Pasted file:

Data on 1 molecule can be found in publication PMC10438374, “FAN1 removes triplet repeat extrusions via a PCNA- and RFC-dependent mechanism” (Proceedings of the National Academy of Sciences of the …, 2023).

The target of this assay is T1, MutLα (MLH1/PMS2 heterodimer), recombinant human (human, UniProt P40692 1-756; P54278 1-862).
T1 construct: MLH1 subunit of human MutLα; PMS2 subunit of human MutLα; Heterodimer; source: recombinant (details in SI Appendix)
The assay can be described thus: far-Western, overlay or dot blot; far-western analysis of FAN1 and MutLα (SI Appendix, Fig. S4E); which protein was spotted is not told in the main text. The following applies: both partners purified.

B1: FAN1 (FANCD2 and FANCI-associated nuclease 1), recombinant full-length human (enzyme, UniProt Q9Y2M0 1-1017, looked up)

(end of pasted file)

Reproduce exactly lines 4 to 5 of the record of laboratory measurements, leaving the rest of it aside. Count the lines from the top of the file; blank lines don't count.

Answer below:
The assay can be described thus: far-Western, overlay or dot blot; far-western analysis of FAN1 and MutLα (SI Appendix, Fig. S4E); which protein was spotted is not told in the main text. The following applies: both partners purified.

B1: FAN1 (FANCD2 and FANCI-associated nuclease 1), recombinant full-length human (enzyme, UniProt Q9Y2M0 1-1017, looked up)